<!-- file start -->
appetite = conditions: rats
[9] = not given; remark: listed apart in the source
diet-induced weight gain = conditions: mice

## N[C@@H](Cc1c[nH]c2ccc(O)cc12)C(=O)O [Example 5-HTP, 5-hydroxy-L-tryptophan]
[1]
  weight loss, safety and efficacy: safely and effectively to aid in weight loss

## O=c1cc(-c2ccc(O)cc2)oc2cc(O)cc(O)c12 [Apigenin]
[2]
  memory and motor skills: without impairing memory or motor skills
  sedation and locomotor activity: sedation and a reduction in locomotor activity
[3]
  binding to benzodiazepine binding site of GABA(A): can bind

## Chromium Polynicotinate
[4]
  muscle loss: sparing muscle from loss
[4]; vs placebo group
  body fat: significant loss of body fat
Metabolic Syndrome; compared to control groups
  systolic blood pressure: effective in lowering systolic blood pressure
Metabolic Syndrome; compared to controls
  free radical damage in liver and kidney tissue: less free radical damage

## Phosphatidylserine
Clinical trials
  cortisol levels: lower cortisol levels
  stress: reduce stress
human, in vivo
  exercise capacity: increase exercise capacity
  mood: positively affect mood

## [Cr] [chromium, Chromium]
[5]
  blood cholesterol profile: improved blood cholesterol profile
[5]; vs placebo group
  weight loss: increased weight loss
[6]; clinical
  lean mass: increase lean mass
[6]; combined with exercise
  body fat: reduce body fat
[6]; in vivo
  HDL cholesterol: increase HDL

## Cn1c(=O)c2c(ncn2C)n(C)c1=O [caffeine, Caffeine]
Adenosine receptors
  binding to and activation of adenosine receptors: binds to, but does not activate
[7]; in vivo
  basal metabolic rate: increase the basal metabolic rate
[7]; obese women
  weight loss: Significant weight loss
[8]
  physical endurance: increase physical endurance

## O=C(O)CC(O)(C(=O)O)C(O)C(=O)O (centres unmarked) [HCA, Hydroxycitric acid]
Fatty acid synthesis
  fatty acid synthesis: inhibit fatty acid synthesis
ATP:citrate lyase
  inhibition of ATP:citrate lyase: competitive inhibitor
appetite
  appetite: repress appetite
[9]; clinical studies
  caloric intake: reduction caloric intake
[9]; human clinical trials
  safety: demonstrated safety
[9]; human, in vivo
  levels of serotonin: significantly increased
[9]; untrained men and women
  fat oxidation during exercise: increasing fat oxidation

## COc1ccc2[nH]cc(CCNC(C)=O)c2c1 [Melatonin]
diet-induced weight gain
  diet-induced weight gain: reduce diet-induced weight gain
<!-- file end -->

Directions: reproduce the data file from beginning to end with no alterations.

appetite = conditions: rats
[9] = not given; remark: listed apart in the source
diet-induced weight gain = conditions: mice

## N[C@@H](Cc1c[nH]c2ccc(O)cc12)C(=O)O [Example 5-HTP, 5-hydroxy-L-tryptophan]
[1]
  weight loss, safety and efficacy: safely and effectively to aid in weight loss

## O=c1cc(-c2ccc(O)cc2)oc2cc(O)cc(O)c12 [Apigenin]
[2]
  memory and motor skills: without impairing memory or motor skills
  sedation and locomotor activity: sedation and a reduction in locomotor activity
[3]
  binding to benzodiazepine binding site of GABA(A): can bind

## Chromium Polynicotinate
[4]
  muscle loss: sparing muscle from loss
[4]; vs placebo group
  body fat: significant loss of body fat
Metabolic Syndrome; compared to control groups
  systolic blood pressure: effective in lowering systolic blood pressure
Metabolic Syndrome; compared to controls
  free radical damage in liver and kidney tissue: less free radical damage

## Phosphatidylserine
Clinical trials
  cortisol levels: lower cortisol levels
  stress: reduce stress
human, in vivo
  exercise capacity: increase exercise capacity
  mood: positively affect mood

## [Cr] [chromium, Chromium]
[5]
  blood cholesterol profile: improved blood cholesterol profile
[5]; vs placebo group
  weight loss: increased weight loss
[6]; clinical
  lean mass: increase lean mass
[6]; combined with exercise
  body fat: reduce body fat
[6]; in vivo
  HDL cholesterol: increase HDL

## Cn1c(=O)c2c(ncn2C)n(C)c1=O [caffeine, Caffeine]
Adenosine receptors
  binding to and activation of adenosine receptors: binds to, but does not activate
[7]; in vivo
  basal metabolic rate: increase the basal metabolic rate
[7]; obese women
  weight loss: Significant weight loss
[8]
  physical endurance: increase physical endurance

## O=C(O)CC(O)(C(=O)O)C(O)C(=O)O (centres unmarked) [HCA, Hydroxycitric acid]
Fatty acid synthesis
  fatty acid synthesis: inhibit fatty acid synthesis
ATP:citrate lyase
  inhibition of ATP:citrate lyase: competitive inhibitor
appetite
  appetite: repress appetite
[9]; clinical studies
  caloric intake: reduction caloric intake
[9]; human clinical trials
  safety: demonstrated safety
[9]; human, in vivo
  levels of serotonin: significantly increased
[9]; untrained men and women
  fat oxidation during exercise: increasing fat oxidation

## COc1ccc2[nH]cc(CCNC(C)=O)c2c1 [Melatonin]
diet-induced weight gain
  diet-induced weight gain: reduce diet-induced weight gain